In the selection of candidates for the March 2006 Knesset election, Livni was awarded the number three position on Kadima's list of candidates, which effectively guaranteed her election to the Knesset

Deputy prime minister

On 4 May 2006, with the swearing-in of the 31st Government, Livni became Vice (or Deputy) Prime Minister and retained the position of Foreign Minister. She ceased serving as Justice Minister at that time, but again held that position from 29 November 2006 to 7 February 2007, while still serving in her primary role of Foreign Minister.
After the March 2006 Knesset election, Livni was described as "the second most powerful politician in Israel". Livni is the second woman in Israel to hold the post of foreign minister, after Golda Meir. In 2007, she was included in the Time 100 Most Influential People in the World. Forbes ranked her the 40th most powerful woman in the world in 2006, 39th in 2007, and 52nd in 2008.

In the Kadima leadership election held on 17 September 2008, Olmert decided not to stand for re-election as party leader, and stated he would resign as Prime Minister following the election. Livni and Shaul Mofaz emerged as the main rivals for the leadership. Livni won the Kadima leadership election by a margin of just 431 votes (1%). Palestinian peace negotiators were reportedly pleased with the result.
Upon declaring victory in the leadership election, Livni said the "national responsibility (bestowed) by the public brings me to approach this job with great reverence."
On 21 September 2008, Olmert, who was facing several criminal investigations, formally resigned his office in a letter submitted to President Shimon Peres, and the following day Peres formally asked Livni to form a new government. Livni faced tough negotiations with Kadima's coalition partners, particularly the Shas party, which had set conditions for joining a Livni government. Likud, the main opposition party, lobbyied Shas and other parties seeking to bring about that result.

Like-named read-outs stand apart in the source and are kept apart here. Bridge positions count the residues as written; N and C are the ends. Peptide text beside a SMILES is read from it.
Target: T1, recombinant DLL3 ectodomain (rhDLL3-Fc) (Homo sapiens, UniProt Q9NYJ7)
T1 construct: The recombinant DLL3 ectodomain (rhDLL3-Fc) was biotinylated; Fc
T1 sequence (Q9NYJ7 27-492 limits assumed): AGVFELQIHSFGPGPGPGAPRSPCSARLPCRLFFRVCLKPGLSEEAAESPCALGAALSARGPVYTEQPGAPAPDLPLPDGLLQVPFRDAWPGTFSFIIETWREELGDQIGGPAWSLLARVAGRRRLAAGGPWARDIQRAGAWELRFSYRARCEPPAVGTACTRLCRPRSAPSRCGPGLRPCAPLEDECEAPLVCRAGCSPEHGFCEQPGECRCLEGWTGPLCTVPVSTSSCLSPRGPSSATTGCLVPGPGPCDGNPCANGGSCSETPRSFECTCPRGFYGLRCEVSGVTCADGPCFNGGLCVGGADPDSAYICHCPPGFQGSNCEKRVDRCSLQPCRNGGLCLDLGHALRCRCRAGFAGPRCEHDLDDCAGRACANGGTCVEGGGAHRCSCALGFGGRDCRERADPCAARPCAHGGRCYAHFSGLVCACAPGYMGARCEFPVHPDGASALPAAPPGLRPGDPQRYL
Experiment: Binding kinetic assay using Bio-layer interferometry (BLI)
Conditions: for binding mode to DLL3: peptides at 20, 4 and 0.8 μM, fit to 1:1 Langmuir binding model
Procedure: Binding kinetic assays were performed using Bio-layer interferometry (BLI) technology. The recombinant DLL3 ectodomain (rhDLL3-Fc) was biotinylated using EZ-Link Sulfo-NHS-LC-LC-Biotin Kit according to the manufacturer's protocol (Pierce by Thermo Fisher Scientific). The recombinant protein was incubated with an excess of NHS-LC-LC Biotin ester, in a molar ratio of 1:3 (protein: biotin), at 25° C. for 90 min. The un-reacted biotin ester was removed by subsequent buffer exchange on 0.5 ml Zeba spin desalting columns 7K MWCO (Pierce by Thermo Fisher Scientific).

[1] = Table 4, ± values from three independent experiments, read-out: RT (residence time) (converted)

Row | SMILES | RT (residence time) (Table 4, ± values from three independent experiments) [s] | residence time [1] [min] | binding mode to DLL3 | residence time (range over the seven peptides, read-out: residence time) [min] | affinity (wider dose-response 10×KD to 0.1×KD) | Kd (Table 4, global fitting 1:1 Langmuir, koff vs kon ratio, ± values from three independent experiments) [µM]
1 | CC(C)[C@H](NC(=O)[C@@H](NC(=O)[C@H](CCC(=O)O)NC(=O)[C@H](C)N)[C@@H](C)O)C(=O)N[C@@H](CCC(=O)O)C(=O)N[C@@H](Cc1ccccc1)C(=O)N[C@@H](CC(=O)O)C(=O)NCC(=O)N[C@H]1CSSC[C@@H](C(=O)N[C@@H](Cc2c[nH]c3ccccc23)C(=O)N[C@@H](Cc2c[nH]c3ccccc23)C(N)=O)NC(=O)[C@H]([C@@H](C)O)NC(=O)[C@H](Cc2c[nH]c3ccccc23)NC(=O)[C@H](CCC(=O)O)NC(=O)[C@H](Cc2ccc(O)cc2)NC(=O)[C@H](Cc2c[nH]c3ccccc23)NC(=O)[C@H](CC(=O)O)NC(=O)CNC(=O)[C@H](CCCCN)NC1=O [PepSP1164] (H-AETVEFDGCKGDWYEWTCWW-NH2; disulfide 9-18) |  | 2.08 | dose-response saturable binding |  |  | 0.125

In February 2009 Israel held elections for the national parliament, the Knesset. Livni, foreign minister and head of the Kadima party, campaigned against Benjamin Netanyahu of the Likud party to lead the new government. While election results gave Kadima the most seats in the Knesset, parties to the right in Israel's political spectrum gained enough seats that a coalition government under Kadima leadership was unlikely. As a result, Israeli president Shimon Peres asked Netanyahu and Likud (which received one less seat than Kadima in the elections) to form a government; this is the first time in Israel's history that the party with the most seats was not asked to attempt to form a government.